Directed by: Christopher Spencer
Premise: A re-telling of the story of Jesus edited down from the television mini-series The Bible.
What Works: There has been a growing trend of faith-based movies being given wide theatrical release but these pictures frequently look unprofessional and their low budgets show through in the shoddy production values. Son of God is an uneven movie but it is better crafted than a lot of other recent faith-based movies. This picture was created by editing down the ten hour mini-series The Bible to a feature length and for a project that was originally created for television Son of God frequently looks adequately cinematic. The editing and cinematography of this film are pretty good. The picture makes effective use of the desert landscape and the editing has some clever juxtapositions of images, particularly several scenes that cross-cut different groups of people in prayer. As a narrative, the middle portion of Son of God is the most compelling. The story of Jesus is a familiar one, having been dramatized in every artistic medium, but the makers of this film distinguish their version by focusing on the political aspects of the story. This is an angle that’s rarely emphasized in Jesus movies despite the fact that it’s central to understanding Jesus both as a historical figure and a religious symbol. Son of God emphasizes the uneasy relationship between the local Jewish religious leadership and the occupying Roman political and military presence. This film depicts Jesus as a potential threat to the religious and political power structure and the drama of this portion of the story plays very well.
What Doesn’t: Unfortunately, the portion of Son of God that really works is sandwiched between blocks of material that do not play nearly as well. The first third of Son of God recaps the story of Jesus Christ’s birth and his early days as a preacher, as he gathers the apostles and delivers the initial pronouncements of his gospel. This portion of Son of God suffers from common flaws of historical and biographical moviemaking. Part of the problem is the melodramatic acting in which everyone speaks as though they are aware that they are in the midst of historically important events instead of being in the moment. The other problem is that the events that are dramatized come across as a series of disconnected episodes instead of incidents in an escalating narrative. Throughout the first portion of the story, Son of God hits most of the familiar beats of the Jesus story: the birth in the manger, the miraculous catching of fish, the curing of the sick, the forgiveness of the adulteress, the resurrection of Lazarus, and the Sermon on the Mount. Although these scenes are generally set up and executed well enough—except for the Sermon on the Mount, which is rushed through and misses its significance—none of these scenes play with impact. Jesus is presented as a boring character and his companions and enemies are mostly one-dimensional. The picture has the feel of going through the motions and there is very little imagination to the way in which these events have been envisioned. The Jesus story is so familiar and has been adapted to cinema so many times that the filmmakers are obligated to find new ways of presenting this material. After doing that in the middle third of the story with the emphasis on the political context, Son of God returns to a by-the-numbers approach in the arrest and crucifixion. However, where the first portion of Son of God looked like virtually every other Jesus movie, the last portion looks like one in particular: Mel Gibson’s The Passion of the Christ. The arrest, interrogation, torture, and crucifixion of Jesus are taken wholesale from Gibson’s film. The images aren’t anywhere near as gory as The Passion but Son of God doesn’t have the visceral power of that film either. And that ultimately sums up the problem with Son of God: it’s not that interesting and it frequently seems like we’ve seen all this before.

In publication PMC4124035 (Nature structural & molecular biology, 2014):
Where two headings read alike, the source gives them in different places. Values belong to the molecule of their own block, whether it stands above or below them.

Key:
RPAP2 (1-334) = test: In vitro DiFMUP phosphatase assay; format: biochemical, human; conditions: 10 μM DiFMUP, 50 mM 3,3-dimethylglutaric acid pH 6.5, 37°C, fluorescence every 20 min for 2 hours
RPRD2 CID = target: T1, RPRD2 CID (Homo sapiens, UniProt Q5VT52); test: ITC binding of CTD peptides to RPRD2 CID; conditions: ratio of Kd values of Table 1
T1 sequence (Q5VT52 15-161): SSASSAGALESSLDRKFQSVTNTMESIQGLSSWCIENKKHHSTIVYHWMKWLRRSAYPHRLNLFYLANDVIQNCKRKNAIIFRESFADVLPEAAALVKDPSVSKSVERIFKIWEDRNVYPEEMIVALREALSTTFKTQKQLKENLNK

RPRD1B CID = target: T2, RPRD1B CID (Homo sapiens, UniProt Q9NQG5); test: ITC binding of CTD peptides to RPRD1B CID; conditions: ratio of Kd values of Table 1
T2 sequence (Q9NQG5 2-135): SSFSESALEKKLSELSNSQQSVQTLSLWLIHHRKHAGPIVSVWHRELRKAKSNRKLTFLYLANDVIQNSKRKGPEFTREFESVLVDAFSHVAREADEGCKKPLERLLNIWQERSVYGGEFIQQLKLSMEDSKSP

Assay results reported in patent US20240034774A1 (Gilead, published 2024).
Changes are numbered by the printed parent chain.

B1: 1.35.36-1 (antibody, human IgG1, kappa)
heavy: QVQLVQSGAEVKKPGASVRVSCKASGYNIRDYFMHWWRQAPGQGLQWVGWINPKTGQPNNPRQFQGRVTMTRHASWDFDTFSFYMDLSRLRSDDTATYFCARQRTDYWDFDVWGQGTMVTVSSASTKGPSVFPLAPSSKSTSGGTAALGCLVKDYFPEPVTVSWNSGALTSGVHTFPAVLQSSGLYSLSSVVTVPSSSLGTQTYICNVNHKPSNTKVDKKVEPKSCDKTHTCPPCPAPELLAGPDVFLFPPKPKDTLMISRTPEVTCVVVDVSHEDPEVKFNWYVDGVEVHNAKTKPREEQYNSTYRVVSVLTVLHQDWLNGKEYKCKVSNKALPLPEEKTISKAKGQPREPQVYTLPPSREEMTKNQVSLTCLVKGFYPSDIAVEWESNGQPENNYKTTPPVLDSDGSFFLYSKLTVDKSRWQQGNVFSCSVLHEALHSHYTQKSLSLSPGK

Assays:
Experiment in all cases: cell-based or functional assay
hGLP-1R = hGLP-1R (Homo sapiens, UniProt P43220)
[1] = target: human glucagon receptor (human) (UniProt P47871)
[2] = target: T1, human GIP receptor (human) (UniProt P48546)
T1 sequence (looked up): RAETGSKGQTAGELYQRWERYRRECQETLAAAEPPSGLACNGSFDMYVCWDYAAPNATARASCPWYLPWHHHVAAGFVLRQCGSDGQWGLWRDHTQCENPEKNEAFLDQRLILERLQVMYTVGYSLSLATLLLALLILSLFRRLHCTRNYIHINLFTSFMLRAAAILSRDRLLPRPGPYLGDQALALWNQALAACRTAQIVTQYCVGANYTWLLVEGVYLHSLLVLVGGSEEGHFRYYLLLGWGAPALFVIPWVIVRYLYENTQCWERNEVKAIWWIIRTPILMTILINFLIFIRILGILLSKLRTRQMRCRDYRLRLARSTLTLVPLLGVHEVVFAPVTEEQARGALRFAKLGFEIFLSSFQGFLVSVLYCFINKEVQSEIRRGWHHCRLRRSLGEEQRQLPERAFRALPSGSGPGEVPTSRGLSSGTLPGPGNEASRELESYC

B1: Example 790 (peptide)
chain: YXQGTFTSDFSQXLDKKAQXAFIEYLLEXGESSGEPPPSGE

Bottom Line: Son of God is intended to cater to an audience of believers, and specifically those who are interested in ritualistically experiencing the same story in the same way. For them the movie does that but they’d be better served by watching the DVD of The Bible mini-series instead.
Episode: #481 (March 9, 2014)